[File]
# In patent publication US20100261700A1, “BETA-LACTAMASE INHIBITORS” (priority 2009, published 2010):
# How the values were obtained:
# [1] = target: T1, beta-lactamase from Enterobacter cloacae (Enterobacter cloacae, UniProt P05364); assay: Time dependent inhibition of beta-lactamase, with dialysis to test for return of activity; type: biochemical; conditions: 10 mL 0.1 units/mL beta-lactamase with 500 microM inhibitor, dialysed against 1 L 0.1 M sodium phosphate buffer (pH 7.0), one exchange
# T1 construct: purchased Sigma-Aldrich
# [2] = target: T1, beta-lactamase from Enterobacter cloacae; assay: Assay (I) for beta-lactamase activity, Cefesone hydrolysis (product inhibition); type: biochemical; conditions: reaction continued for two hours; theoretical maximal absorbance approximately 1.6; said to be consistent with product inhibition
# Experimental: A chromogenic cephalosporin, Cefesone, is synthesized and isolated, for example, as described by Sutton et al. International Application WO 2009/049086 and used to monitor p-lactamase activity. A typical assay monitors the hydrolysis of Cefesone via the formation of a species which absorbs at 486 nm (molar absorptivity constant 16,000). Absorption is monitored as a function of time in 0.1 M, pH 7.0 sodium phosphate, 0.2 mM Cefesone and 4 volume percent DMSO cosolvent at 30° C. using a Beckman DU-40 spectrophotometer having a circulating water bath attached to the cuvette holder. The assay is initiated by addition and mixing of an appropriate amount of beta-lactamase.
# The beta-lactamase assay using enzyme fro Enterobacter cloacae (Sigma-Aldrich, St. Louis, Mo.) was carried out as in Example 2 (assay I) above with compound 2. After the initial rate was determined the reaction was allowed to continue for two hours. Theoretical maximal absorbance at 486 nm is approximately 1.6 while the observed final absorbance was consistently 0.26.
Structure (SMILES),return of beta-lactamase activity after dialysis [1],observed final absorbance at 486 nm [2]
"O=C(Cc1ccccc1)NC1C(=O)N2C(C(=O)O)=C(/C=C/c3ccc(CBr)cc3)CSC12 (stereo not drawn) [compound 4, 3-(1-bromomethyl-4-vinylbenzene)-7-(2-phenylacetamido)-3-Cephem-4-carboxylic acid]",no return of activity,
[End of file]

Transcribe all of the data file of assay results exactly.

# In patent publication US20100261700A1, “BETA-LACTAMASE INHIBITORS” (priority 2009, published 2010):
# How the values were obtained:
# [1] = target: T1, beta-lactamase from Enterobacter cloacae (Enterobacter cloacae, UniProt P05364); assay: Time dependent inhibition of beta-lactamase, with dialysis to test for return of activity; type: biochemical; conditions: 10 mL 0.1 units/mL beta-lactamase with 500 microM inhibitor, dialysed against 1 L 0.1 M sodium phosphate buffer (pH 7.0), one exchange
# T1 construct: purchased Sigma-Aldrich
# [2] = target: T1, beta-lactamase from Enterobacter cloacae; assay: Assay (I) for beta-lactamase activity, Cefesone hydrolysis (product inhibition); type: biochemical; conditions: reaction continued for two hours; theoretical maximal absorbance approximately 1.6; said to be consistent with product inhibition
# Experimental: A chromogenic cephalosporin, Cefesone, is synthesized and isolated, for example, as described by Sutton et al. International Application WO 2009/049086 and used to monitor p-lactamase activity. A typical assay monitors the hydrolysis of Cefesone via the formation of a species which absorbs at 486 nm (molar absorptivity constant 16,000). Absorption is monitored as a function of time in 0.1 M, pH 7.0 sodium phosphate, 0.2 mM Cefesone and 4 volume percent DMSO cosolvent at 30° C. using a Beckman DU-40 spectrophotometer having a circulating water bath attached to the cuvette holder. The assay is initiated by addition and mixing of an appropriate amount of beta-lactamase.
# The beta-lactamase assay using enzyme fro Enterobacter cloacae (Sigma-Aldrich, St. Louis, Mo.) was carried out as in Example 2 (assay I) above with compound 2. After the initial rate was determined the reaction was allowed to continue for two hours. Theoretical maximal absorbance at 486 nm is approximately 1.6 while the observed final absorbance was consistently 0.26.
Structure (SMILES),return of beta-lactamase activity after dialysis [1],observed final absorbance at 486 nm [2]
"O=C(Cc1ccccc1)NC1C(=O)N2C(C(=O)O)=C(/C=C/c3ccc(CBr)cc3)CSC12 (stereo not drawn) [compound 4, 3-(1-bromomethyl-4-vinylbenzene)-7-(2-phenylacetamido)-3-Cephem-4-carboxylic acid]",no return of activity,